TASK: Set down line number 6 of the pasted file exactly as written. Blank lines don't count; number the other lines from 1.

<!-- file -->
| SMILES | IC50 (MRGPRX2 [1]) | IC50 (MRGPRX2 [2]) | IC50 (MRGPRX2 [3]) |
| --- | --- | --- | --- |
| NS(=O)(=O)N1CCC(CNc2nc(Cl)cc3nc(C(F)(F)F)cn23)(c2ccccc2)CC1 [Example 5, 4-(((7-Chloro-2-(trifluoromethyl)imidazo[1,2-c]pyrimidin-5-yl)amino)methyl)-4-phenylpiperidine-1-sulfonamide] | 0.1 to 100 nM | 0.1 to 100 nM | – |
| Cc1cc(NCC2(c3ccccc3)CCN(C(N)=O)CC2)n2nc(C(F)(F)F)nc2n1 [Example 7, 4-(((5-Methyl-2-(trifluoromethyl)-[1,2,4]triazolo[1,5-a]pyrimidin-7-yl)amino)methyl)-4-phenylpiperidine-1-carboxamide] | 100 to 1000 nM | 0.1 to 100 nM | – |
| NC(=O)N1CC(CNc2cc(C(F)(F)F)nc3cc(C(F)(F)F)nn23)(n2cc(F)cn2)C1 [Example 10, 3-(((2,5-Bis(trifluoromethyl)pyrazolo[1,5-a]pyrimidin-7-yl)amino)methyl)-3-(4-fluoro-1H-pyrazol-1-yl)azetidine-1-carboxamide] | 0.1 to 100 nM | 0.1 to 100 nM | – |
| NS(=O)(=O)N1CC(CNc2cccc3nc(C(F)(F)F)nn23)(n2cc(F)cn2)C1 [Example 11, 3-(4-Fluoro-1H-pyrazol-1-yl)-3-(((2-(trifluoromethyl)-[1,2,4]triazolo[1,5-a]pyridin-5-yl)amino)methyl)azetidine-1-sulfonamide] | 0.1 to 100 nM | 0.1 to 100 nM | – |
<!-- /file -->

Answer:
| NS(=O)(=O)N1CC(CNc2cccc3nc(C(F)(F)F)nn23)(n2cc(F)cn2)C1 [Example 11, 3-(4-Fluoro-1H-pyrazol-1-yl)-3-(((2-(trifluoromethyl)-[1,2,4]triazolo[1,5-a]pyridin-5-yl)amino)methyl)azetidine-1-sulfonamide] | 0.1 to 100 nM | 0.1 to 100 nM | – |